To encourage more young people to enter the profession, Dr Ramabodu challenged quantity surveyors to mentor newcomers to the profession and assist with vocational training wherever possible. He said ASAQS was planning to create Student Chapters to involve more students in its operations and called on academic institutions in the built environment to assist in this mission.
“The University of the Witwatersrand has already embraced this great initiative and we need other universities to follow suit to create a legacy for the quantity surveying profession. ASAQS now has over 2 700 student members. It is essential that we convert these student members into full ASAQS members after completion of their studies to strengthen the united front ASAQS is presenting to the challenges we’re facing.”

Build A Better World Now !

Build A Better World Now !

With the overarching theme of Build A Better World Now the pervasive thread of discussion throughout the 9th Green Building Convention 2016 was the clear and immediate need to focus on change in order to achieve global sustainability goals.

GBCSA-Logo

Staged in Johannesburg in July by the Green Building Council of South Africa (GBCSA), the Green Building Convention gathered thought leaders from home and abroad to share their views on building sustainability in southern Africa, and across the continent as a whole, right through to a global level. Amongst global sustainability leaders present were Terri Wills -CEO of the World Green Building Council and John Elkington – co founder and executive chairman of Volans. Green Building Councils of a number of African countries were also represented at the event, including Zimbabwe, Zambia, Kenya and Ghana.

1-IMG_4264

John Elkington, co founder and executive chairman of Volans, addressing delegates at the 2016 GBCSA Convention in Sandton, Johannesburg

 

Building materials and design, energy, training, corporate governance and conservation amongst others, were the subjects of debate.

Sub-tracks under the primary theme formed the structure of the event: Building Bold And Visionary Leadership Now; Building Innovative And Disruptive Technology Now; and
Building Collaborative Cities And Communities Now – leading to break-away and plenary sessions.

In his opening address, Seana Nkhahle, out-going chairman of GBCSA and CEO of the South African Local Government Association (SALGA) re-affirmed – on behalf of all present – GBCSAs commitment to the ambitious national sustainability targets set forth in the 2020 pledge, which includes amongst others, construction of 2 500 Green commercial buildings; 10 000 Green Building certified homes; training of 12 000 Green professionals; assisting African countries in establishing more Green Building Councils; and introducing a Net-Zero certification scheme.

The stimulating keynote address presented by the renowned John Elkington focused on the fundamental change and turmoil being experienced across the globe in all aspects of life – and the importance of strong leadership and management skills necessary to take sustainability practices forward for future generations and for the good of our planet.
Elkington is internationally recognised as an “adviser from the future” and has written or co-authored nineteen books on what he calls “Green Growth” and the economic imperatives surrounding business and the environment.

Amongst other speakers at the Convention were: Dr Graeme Codrington – researcher; Terri Wills – CEO of the World GBC; Nicola Robins -Director of Incite; Dr Morne du Plessis CEO of WWF SA; Professor Anthony Turton – Water strategy specialist; Danie Hoffman – Programme leader department construction economics University of Pretoria; Rob Boogaard – president and CEO of Interface; Jeff Robinson – Global sustainability leader – Aurecon, and Samantha Annandale – CEO of Verde Hotels.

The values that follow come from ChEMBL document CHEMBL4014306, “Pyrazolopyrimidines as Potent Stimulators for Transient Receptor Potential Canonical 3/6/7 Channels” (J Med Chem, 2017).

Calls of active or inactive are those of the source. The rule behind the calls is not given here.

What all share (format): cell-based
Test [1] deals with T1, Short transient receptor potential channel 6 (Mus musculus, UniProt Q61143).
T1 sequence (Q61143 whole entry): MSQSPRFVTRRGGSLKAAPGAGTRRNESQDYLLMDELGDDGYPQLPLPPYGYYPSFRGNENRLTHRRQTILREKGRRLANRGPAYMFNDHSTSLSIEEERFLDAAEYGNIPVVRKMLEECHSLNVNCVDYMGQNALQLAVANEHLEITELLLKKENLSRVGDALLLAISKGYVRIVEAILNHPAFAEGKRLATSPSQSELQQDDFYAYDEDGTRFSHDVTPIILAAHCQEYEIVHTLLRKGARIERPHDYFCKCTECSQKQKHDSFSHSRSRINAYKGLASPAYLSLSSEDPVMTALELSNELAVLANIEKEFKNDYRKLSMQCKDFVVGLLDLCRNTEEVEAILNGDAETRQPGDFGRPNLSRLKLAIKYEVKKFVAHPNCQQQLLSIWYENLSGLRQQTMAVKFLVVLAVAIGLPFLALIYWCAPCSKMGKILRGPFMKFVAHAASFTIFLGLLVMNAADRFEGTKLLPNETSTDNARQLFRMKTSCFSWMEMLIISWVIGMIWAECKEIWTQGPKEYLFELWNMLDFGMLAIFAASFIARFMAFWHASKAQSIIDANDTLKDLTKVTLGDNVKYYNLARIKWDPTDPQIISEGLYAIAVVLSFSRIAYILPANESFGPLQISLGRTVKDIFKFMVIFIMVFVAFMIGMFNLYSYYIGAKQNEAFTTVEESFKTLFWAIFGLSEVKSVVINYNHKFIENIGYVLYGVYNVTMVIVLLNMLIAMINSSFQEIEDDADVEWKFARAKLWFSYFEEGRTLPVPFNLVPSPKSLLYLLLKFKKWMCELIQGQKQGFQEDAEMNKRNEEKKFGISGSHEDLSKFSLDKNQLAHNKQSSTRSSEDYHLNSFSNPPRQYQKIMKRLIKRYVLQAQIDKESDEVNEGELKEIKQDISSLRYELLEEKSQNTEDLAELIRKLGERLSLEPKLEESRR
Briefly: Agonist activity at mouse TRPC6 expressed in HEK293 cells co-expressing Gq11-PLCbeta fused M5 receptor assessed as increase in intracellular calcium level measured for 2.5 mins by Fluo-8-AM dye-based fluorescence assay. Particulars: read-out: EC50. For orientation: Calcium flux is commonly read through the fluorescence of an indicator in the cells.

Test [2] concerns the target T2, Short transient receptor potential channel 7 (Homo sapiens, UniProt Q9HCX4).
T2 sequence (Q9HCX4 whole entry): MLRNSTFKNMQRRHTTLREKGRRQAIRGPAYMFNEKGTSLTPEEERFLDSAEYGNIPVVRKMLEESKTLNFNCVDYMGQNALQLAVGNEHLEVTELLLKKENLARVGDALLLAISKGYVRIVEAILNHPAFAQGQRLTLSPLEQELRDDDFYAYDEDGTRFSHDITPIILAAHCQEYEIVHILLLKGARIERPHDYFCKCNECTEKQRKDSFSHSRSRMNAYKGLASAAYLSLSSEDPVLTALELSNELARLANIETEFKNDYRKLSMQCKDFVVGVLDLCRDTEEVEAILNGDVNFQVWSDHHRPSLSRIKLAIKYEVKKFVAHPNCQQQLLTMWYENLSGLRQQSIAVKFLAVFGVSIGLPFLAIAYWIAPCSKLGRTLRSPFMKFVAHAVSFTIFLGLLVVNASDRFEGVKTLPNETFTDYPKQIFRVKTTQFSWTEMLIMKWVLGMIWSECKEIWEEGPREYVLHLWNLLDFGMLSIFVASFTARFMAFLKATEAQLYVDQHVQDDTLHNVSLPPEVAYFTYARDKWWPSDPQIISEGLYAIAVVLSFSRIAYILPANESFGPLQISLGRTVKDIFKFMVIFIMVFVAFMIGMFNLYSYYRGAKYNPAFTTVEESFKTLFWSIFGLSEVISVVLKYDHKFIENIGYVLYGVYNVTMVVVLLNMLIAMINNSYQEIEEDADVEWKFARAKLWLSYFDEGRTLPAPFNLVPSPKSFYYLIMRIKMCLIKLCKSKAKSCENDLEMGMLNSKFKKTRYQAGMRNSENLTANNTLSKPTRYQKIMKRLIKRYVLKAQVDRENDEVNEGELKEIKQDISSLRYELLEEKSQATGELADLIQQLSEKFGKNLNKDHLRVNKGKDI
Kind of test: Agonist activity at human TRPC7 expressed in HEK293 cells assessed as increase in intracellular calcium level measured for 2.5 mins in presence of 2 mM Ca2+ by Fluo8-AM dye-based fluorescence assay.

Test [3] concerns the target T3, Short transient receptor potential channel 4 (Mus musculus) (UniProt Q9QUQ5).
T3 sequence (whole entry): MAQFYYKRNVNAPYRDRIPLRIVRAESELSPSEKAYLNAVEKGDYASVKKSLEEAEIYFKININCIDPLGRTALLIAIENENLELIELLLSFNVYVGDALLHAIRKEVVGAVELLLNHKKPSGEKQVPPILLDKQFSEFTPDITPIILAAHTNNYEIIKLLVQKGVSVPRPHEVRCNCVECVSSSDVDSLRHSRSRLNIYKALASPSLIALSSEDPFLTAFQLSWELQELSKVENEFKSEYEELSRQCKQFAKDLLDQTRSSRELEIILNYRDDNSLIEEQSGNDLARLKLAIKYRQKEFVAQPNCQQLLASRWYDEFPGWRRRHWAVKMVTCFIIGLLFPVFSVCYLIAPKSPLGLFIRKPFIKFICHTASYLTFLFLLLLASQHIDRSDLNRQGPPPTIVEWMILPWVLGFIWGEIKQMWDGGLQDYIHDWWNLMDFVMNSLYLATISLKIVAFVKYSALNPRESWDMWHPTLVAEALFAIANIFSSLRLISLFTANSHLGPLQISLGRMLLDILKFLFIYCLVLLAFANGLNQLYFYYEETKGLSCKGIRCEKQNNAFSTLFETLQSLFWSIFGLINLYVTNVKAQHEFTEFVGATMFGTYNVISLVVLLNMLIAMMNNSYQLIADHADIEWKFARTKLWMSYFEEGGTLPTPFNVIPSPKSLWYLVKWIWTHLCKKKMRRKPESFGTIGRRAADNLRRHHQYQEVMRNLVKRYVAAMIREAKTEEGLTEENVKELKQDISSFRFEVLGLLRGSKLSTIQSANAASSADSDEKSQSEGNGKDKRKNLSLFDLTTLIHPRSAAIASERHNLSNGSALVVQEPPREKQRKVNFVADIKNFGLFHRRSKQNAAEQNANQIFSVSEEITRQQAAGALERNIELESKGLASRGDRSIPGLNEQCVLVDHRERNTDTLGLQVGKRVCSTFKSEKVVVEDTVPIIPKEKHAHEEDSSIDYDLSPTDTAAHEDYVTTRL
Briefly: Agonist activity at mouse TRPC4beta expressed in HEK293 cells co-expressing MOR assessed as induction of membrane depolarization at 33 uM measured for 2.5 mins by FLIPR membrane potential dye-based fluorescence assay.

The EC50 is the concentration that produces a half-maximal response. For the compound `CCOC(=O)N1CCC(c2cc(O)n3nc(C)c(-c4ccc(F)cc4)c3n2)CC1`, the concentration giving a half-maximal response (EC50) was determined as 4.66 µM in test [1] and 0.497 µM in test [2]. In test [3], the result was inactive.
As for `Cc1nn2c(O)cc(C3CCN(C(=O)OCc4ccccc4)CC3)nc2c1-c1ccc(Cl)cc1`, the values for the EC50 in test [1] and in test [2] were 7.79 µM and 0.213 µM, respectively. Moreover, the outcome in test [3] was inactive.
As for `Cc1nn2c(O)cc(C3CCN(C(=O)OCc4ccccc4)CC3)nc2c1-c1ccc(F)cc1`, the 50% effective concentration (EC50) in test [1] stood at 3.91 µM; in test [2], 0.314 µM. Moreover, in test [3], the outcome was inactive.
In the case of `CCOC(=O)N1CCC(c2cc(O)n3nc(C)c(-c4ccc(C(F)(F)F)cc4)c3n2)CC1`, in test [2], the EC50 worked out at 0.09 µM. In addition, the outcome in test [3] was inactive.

Extended building time and public holidays

Extended building time and public holidays

Second Semester August - November 2016

By Uwe Putlitz, CEO of the Joint Building Contracts Committee (JBCC).

Uwe Putlitz, CEO of the Joint Building Contracts Committee (JBCC)

Uwe Putlitz, CEO of the Joint Building Contracts Committee (JBCC)

Building and engineering contracts define the period in which the contractor must complete the works or be liable for penalties, if specified.

However, there may be good reasons why the contractor cannot finish on time ranging from extreme weather conditions making work impossible, to the employer making changes to the agreed scope of work. When the employer has caused a delay, the contractor is entitled to additional working time. Such extension of building time must recognise regular annual public holidays as well as additional public holidays, such as special proclaimed workers’ holidays to allow the population to exercise their vote in elections.

All JBCC agreements provide for the construction period to extend from the date of possession of the site by the contractor until the intended date for practical completion. Such a period is calculated in working days. The contractor must justify a claim for additional time using his current works programme and illustrate the effect on the critical path on the current date for practical completion. If public holidays and/or the annual builders’ holidays fall into this ‘extended’ period, the contractor is entitled to extend this period further by the working days lost to holidays.

In reprogramming the works, the contractor may find better ways of scheduling the work and thereby reduce the number of working days claimed. This is obviously in the best interest of the project and the relationship between the employer and the contractor.

Obviously, any extension of the construction period will exclude delays caused by the contractor’s inability or incompetence to continuously progress the works or provide work to the specified quality standards. In this scenario, the contractor is not entitled to any extension of time and, in fact, may well be liable to the employer for the penalty amount per calendar day stated for delays in the tender documents.

It remains the employer’s prerogative to enforce the full penalty or a lesser amount, but the employer cannot impose a penalty amount if provision was not made for this in the tender documents.